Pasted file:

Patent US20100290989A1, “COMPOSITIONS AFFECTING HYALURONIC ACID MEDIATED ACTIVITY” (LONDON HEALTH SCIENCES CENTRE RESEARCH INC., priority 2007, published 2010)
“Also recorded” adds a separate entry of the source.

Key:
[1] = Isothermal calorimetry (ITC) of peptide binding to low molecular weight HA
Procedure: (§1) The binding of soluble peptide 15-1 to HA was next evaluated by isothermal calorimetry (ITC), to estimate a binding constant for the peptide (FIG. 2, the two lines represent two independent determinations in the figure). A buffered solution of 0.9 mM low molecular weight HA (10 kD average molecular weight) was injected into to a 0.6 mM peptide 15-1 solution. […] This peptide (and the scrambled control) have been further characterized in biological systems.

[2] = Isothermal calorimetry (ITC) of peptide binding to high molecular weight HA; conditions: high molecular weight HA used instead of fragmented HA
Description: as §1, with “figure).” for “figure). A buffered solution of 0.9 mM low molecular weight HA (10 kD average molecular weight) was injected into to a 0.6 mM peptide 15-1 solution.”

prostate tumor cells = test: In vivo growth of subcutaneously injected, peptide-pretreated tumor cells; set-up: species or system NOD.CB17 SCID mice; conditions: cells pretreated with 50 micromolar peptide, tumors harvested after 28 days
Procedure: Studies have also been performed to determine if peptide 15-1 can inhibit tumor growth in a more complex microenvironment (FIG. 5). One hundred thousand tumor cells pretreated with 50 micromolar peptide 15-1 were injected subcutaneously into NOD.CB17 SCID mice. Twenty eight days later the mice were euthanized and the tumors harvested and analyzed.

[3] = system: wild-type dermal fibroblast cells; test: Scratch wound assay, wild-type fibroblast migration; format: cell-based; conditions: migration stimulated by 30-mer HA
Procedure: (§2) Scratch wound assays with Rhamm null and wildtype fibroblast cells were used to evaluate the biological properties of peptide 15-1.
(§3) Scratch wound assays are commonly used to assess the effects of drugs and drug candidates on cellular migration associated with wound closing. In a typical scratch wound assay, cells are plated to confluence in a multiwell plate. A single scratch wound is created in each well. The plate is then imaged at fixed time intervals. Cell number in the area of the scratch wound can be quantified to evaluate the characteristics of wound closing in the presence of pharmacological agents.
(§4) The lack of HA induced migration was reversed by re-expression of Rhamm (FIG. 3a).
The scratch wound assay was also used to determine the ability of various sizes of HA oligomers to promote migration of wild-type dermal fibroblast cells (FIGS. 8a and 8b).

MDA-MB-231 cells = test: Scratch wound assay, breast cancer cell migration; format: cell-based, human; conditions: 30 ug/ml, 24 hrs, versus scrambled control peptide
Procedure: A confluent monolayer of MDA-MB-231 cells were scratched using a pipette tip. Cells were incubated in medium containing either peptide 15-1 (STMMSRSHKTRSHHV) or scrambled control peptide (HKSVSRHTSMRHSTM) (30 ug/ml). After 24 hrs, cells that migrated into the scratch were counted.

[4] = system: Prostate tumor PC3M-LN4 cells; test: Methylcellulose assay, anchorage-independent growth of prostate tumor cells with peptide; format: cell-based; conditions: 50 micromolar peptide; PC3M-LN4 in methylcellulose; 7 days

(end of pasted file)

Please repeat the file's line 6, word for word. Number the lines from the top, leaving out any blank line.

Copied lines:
[2] = Isothermal calorimetry (ITC) of peptide binding to high molecular weight HA; conditions: high molecular weight HA used instead of fragmented HA